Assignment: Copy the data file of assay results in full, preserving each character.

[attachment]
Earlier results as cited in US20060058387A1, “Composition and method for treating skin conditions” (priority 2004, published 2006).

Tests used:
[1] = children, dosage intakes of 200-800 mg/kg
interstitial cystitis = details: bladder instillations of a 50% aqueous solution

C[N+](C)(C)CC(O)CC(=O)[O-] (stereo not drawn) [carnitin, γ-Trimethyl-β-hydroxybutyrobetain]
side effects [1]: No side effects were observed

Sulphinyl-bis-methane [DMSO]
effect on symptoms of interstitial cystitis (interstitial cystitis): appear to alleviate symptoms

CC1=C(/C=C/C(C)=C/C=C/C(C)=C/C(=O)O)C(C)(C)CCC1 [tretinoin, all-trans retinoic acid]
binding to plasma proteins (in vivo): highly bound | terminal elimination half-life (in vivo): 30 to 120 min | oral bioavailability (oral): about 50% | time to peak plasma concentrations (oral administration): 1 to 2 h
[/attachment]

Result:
Earlier results as cited in US20060058387A1, “Composition and method for treating skin conditions” (priority 2004, published 2006).

Tests used:
[1] = children, dosage intakes of 200-800 mg/kg
interstitial cystitis = details: bladder instillations of a 50% aqueous solution

C[N+](C)(C)CC(O)CC(=O)[O-] (stereo not drawn) [carnitin, γ-Trimethyl-β-hydroxybutyrobetain]
side effects [1]: No side effects were observed

Sulphinyl-bis-methane [DMSO]
effect on symptoms of interstitial cystitis (interstitial cystitis): appear to alleviate symptoms

CC1=C(/C=C/C(C)=C/C=C/C(C)=C/C(=O)O)C(C)(C)CCC1 [tretinoin, all-trans retinoic acid]
binding to plasma proteins (in vivo): highly bound | terminal elimination half-life (in vivo): 30 to 120 min | oral bioavailability (oral): about 50% | time to peak plasma concentrations (oral administration): 1 to 2 h